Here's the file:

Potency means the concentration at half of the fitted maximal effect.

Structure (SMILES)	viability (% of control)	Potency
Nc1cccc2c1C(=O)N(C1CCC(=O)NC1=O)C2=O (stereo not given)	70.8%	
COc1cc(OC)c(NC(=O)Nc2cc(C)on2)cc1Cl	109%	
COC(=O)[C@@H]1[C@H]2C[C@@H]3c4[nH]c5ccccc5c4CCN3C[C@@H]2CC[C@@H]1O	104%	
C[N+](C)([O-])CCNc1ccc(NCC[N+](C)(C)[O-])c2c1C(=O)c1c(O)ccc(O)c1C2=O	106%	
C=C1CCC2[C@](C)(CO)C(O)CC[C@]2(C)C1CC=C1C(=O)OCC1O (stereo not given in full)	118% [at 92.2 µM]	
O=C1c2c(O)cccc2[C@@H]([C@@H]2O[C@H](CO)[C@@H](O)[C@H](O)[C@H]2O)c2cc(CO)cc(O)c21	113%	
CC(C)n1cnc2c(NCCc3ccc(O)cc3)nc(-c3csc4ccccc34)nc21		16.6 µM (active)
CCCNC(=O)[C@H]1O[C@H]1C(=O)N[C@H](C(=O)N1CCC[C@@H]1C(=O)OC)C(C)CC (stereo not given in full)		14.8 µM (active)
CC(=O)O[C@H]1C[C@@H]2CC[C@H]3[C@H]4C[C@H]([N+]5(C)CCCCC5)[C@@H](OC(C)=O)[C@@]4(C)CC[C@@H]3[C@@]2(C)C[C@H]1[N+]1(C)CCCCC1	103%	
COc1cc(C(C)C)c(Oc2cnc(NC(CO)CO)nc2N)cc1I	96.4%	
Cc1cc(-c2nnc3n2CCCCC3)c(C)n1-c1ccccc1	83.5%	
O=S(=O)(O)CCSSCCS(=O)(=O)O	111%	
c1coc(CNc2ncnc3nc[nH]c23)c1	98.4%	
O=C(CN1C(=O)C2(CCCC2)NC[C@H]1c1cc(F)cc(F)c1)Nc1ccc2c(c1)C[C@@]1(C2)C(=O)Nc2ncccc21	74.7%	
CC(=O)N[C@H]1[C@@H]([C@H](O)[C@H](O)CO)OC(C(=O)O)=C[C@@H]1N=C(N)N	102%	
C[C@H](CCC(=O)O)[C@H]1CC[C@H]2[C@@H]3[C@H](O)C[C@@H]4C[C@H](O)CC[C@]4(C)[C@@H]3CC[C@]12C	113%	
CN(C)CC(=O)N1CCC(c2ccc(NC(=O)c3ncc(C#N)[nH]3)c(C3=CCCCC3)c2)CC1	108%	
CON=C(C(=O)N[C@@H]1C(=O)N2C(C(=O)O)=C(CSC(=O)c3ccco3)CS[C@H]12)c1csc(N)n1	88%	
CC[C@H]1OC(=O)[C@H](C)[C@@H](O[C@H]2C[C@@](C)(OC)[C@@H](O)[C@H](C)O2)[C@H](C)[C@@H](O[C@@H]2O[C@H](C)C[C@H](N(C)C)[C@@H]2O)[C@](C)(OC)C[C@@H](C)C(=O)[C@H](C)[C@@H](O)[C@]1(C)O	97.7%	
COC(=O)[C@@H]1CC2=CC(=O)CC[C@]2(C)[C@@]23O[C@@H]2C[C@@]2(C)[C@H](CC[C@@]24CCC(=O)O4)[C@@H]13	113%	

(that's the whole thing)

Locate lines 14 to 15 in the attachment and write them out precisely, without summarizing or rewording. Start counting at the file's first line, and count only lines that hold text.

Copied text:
O=S(=O)(O)CCSSCCS(=O)(=O)O	111%	
c1coc(CNc2ncnc3nc[nH]c23)c1	98.4%	